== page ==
from the digital-borders-are-meaningless dept
The whole concept of staggered regional releases of digital products makes less and less sense in an internet age, but it does create some bizarre situations. Reader SteveD alerts us to the launch last week of a puzzle game called World of Goo
that was apparently selling quite well (despite the developers' decision to offer it without DRM
-- showing, once again, that you don't need DRM to sell a video game). However, two days after being released, the game disappeared from Steam, the popular video game distribution system, for European users. Apparently, the European publishers of the game wanted to delay the digital release of the game until the physical version was ready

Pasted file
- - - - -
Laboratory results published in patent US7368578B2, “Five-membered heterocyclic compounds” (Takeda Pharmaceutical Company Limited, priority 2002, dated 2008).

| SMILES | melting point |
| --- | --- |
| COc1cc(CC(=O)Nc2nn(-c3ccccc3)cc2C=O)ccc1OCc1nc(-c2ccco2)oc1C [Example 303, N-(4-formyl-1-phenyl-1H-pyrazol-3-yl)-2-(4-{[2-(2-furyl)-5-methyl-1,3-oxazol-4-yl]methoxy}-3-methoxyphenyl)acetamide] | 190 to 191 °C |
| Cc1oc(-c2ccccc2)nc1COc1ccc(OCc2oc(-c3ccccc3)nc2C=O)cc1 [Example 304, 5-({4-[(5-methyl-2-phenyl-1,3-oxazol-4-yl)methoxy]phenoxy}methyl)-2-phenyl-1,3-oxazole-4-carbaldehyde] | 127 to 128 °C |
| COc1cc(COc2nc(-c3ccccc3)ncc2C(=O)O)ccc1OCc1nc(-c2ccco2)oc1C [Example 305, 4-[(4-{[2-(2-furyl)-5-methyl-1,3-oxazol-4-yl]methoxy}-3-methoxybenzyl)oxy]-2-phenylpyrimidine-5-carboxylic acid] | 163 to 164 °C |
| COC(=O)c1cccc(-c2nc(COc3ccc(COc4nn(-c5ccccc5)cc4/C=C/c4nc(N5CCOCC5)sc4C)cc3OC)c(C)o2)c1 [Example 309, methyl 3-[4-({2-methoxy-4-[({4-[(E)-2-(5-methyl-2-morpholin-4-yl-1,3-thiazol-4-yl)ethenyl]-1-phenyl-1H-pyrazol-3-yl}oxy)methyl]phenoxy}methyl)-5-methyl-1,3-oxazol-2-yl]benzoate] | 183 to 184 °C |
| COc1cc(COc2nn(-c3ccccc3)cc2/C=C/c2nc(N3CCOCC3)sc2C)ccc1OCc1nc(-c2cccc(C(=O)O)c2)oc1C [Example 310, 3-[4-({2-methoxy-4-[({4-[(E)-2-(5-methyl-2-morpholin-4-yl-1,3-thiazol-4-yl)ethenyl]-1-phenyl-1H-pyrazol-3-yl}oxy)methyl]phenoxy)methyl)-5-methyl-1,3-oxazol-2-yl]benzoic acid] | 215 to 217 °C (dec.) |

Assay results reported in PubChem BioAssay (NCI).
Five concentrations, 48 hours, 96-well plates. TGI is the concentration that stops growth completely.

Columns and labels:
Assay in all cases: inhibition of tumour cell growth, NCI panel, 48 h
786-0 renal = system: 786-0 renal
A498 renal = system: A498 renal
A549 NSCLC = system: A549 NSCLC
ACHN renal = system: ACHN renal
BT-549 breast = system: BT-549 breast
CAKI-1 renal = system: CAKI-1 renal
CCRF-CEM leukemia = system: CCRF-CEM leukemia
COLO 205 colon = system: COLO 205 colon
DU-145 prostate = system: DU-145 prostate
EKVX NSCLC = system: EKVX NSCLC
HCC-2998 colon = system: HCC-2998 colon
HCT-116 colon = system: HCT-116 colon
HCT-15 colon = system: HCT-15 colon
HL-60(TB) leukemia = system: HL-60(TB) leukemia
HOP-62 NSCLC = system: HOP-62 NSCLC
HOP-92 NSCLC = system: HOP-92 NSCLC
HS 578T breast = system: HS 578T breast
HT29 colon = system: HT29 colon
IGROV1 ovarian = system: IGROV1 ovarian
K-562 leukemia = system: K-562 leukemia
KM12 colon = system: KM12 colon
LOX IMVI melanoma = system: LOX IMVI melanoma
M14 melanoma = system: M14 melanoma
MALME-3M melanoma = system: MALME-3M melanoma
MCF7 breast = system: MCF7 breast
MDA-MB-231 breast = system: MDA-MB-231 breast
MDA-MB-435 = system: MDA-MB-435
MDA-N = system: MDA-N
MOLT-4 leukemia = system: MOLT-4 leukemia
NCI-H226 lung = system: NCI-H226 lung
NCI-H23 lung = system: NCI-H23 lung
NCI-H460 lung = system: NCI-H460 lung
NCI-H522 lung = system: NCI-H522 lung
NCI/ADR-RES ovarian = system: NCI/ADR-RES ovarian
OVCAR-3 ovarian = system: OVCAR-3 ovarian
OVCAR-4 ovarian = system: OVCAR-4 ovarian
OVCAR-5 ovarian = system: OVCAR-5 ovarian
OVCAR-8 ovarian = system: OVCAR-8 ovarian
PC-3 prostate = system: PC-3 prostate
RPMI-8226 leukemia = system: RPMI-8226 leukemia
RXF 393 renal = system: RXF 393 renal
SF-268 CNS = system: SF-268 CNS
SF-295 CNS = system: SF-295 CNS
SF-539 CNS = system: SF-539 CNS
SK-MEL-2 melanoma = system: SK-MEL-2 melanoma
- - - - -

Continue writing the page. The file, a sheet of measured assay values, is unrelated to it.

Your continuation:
sometime next year. This seems backwards and bound to fail. Now any European player who wants the game is more likely
to pirate it rather than buy it. It appears the game's developers aren't too happy about it either:
"As part of our European agreement, we are restricted from selling the game on Steam in Europe. I'm thinking this was a clause that was accidentally left in, since I can't imagine this kind of restriction is good for anyone. We're going to try to reverse it. We live in the future. We shouldn't even have countries and regions. Just one big Internet where everyone is equal."
It will be interesting to see what happens, as it's nice to think that this was an "accident," but we've seen too many company execs somehow think that artificial scarcity is a reasonable business model, and thus limiting the digital release for a while might make sense in their minds.